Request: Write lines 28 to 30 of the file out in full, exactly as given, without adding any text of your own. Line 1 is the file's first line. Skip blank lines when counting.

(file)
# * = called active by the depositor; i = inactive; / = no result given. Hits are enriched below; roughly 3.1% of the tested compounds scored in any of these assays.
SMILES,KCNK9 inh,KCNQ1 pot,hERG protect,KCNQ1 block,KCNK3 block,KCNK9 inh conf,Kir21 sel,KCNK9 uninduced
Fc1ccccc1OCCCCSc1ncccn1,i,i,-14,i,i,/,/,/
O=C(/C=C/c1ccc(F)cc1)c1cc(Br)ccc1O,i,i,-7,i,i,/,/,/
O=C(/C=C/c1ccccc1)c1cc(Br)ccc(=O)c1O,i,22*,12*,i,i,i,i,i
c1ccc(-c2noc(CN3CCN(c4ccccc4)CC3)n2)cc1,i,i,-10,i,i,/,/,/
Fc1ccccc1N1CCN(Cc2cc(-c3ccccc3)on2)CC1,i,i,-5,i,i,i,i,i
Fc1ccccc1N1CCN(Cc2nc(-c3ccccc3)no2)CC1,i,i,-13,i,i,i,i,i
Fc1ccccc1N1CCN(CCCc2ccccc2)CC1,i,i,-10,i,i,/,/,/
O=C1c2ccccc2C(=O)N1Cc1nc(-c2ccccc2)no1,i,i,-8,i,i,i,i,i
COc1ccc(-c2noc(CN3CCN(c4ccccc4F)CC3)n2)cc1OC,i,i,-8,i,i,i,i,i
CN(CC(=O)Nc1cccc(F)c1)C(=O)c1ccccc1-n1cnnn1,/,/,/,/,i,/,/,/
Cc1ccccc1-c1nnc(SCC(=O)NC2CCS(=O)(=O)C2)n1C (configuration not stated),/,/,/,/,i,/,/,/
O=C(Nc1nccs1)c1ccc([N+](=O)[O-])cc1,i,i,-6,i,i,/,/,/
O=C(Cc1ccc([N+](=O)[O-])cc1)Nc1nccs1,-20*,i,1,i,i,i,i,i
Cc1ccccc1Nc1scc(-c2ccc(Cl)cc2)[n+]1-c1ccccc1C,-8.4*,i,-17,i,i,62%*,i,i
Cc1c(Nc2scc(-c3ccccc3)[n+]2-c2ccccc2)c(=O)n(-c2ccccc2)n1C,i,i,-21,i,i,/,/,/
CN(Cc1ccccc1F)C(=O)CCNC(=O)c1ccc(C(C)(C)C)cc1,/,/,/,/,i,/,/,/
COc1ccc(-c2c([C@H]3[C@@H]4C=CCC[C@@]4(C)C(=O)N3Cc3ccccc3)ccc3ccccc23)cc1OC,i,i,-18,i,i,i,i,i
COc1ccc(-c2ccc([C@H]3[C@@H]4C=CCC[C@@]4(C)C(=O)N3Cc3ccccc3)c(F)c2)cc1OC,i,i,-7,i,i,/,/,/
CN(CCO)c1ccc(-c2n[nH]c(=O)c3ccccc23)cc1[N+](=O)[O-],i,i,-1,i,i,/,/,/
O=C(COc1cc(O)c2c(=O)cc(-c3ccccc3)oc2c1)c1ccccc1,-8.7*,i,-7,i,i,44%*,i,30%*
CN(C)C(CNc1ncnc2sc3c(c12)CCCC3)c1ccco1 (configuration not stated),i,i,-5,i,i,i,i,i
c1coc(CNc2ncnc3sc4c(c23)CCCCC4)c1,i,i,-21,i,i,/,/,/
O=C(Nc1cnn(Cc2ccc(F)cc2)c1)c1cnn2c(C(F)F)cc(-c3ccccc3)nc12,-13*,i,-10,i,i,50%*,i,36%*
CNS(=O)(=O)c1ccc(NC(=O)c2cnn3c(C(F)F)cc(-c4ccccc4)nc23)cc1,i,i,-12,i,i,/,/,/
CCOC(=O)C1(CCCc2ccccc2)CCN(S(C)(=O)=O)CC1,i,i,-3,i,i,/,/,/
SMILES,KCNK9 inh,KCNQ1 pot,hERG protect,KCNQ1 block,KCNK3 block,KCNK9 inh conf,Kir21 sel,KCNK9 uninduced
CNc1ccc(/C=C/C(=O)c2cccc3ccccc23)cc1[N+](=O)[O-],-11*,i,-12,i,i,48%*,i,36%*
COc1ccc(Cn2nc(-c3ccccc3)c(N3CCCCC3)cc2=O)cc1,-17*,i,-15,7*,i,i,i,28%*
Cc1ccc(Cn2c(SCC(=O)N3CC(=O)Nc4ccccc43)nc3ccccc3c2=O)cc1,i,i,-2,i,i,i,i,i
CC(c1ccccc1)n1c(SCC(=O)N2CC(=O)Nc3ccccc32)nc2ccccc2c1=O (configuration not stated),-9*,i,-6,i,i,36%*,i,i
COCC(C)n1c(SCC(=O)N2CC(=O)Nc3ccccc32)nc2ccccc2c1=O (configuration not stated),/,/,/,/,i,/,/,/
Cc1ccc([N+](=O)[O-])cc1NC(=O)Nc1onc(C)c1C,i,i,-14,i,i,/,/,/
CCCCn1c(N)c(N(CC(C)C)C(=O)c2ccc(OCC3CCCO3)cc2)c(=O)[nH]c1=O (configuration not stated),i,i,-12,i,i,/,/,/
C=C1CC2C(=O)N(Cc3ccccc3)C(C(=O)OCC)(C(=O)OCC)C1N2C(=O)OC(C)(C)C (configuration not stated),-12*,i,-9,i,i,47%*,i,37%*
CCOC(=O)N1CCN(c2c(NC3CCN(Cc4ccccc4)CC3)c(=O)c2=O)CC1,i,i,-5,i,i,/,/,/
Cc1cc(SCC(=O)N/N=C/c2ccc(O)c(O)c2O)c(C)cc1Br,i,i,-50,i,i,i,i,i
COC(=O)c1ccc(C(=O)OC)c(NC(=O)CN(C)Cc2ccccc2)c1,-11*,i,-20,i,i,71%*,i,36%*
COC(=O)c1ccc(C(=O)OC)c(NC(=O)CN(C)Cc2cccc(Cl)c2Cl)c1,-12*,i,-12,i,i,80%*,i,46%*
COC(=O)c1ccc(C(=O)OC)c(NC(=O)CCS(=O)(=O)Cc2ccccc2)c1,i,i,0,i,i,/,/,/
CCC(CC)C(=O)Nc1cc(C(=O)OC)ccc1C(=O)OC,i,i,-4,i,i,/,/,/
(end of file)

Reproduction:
SMILES,KCNK9 inh,KCNQ1 pot,hERG protect,KCNQ1 block,KCNK3 block,KCNK9 inh conf,Kir21 sel,KCNK9 uninduced
CNc1ccc(/C=C/C(=O)c2cccc3ccccc23)cc1[N+](=O)[O-],-11*,i,-12,i,i,48%*,i,36%*
COc1ccc(Cn2nc(-c3ccccc3)c(N3CCCCC3)cc2=O)cc1,-17*,i,-15,7*,i,i,i,28%*